Since 2004, when the painkiller rofecoxib, or Vioxx, was taken off the market due to its link to a higher risk of heart attacks and strokes, people with arthritis increasingly have been prescribed opioid drugs for pain relief. A large study, however, shows that the increase in the use of opioid painkillers by people older than 65 with osteoarthritis, or OA, is associated with an increase in falls and fractures.

The study was presented at the American College of Rheumatology’s 2011 meeting in Chicago.

“While many patients have great benefit from opioid analgesics when used correctly with supervision, this study points out that they should not be considered as first line [treatment] necessarily, as the side effects in the elderly are worrisome,” says the study’s lead author, Lydia Rolita, MD, a geriatrician at New York University School of Medicine in New York City.

"In the elderly population, patients are already prone to diminished muscle tone and balance, and [opioids] can further impact these risk factors for falls by multiple mechanisms,” she explains, noting that opioids’ effect on the vascular system can result in orthostatic hypotension – a drop in blood pressure upon standing that causes dizziness – and their effect on the central nervous system can cause dizziness and impaired balance.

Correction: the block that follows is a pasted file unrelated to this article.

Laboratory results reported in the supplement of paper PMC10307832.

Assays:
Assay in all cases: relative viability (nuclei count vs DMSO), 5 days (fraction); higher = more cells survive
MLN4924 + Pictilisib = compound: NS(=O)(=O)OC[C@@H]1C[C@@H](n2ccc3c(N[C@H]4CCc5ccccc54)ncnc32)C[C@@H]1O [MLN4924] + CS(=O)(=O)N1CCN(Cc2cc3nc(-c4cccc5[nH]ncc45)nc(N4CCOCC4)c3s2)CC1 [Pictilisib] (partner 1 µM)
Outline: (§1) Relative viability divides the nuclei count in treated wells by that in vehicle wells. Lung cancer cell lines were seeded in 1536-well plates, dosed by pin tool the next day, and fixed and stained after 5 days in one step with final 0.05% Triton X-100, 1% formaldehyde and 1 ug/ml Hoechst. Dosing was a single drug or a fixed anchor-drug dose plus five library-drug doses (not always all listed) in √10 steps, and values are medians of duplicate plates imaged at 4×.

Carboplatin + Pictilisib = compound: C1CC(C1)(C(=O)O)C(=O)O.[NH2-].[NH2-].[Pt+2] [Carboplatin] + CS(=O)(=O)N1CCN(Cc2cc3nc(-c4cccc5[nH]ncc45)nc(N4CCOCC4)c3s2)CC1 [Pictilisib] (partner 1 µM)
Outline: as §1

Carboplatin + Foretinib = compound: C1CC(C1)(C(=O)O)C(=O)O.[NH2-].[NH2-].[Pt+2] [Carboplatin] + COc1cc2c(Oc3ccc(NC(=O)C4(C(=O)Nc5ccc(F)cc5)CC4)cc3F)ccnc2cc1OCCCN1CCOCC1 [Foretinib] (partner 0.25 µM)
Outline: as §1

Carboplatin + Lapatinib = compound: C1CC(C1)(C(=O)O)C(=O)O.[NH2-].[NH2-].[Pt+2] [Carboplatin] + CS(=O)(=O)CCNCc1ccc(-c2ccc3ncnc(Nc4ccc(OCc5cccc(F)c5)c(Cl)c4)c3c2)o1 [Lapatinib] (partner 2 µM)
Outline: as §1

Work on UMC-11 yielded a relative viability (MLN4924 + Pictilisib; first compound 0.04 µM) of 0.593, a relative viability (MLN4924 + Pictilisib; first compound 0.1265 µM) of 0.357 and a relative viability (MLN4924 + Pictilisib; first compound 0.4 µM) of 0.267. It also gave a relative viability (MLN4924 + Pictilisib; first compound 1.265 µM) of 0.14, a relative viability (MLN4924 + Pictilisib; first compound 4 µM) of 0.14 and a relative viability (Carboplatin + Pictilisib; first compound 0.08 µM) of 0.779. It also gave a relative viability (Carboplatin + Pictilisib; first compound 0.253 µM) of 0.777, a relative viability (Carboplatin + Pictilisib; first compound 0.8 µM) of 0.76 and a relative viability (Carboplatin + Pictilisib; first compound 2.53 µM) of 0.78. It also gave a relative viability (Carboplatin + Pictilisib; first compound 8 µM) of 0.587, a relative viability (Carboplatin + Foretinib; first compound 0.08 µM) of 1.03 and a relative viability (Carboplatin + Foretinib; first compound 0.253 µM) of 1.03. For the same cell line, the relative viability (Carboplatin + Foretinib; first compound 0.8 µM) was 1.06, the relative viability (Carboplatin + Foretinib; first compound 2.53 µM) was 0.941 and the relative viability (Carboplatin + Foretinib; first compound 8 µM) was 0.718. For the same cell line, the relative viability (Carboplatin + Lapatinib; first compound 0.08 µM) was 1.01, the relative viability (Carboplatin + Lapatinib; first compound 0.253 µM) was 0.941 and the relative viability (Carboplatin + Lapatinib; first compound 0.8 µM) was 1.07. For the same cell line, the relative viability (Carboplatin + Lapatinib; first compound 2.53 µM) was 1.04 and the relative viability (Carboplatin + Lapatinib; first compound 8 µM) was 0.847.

"Recommendations for chronic pain treatment should be re-evaluated," Dr. Rolita says.

Several major health organizations – including the American Heart Association and the American Geriatrics Society – issued the recommendations after the ban of Vioxx, which is a COX-2 inhibitor, a nonsteroidal anti-inflammatory drug, or NSAID. The recommendations call for the use of NSAIDs to be severely restricted due to side effects such as gastric bleeding and an increased risk of cardiovascular problems. These side effects are more common among older patients. NSAIDs include popular over-the-counter painkillers such as ibuprofen, or Motrin and Advil; naproxen, or Aleve; and aspirin. Prescription NSAIDs include diclofenac and ketoprofen; as well as the prescription COX-2 inhibitor celecoxib, or Celebrex.

To determine whether there is a link between opioid use and falls and fractures, Dr. Rolita and her colleagues first looked at the use of opioid painkillers in more than 10,000 people with OA older than age 65 both before and after Vioxx was pulled from the market.

From 2001 to 2004, the number of patients receiving a prescription for an opioid painkiller – sometimes called a narcotic painkiller – rose from 8 percent to 20 percent. By 2009, the number had doubled to 40 percent. The use of non-opioid painkillers declined throughout the study period.

At the same time, the rate of falls and fractures rose, from 1 percent in 2001 to 4 percent by 2009. People who fell tended to be older (in their 70s and 80s) and sicker, regardless of the type of pain medication they used, than those who didn't fall. But even when age and other illnesses were taken into account in the analysis, opioid painkillers were associated with a four-fold higher risk for falls than non-opioid painkillers.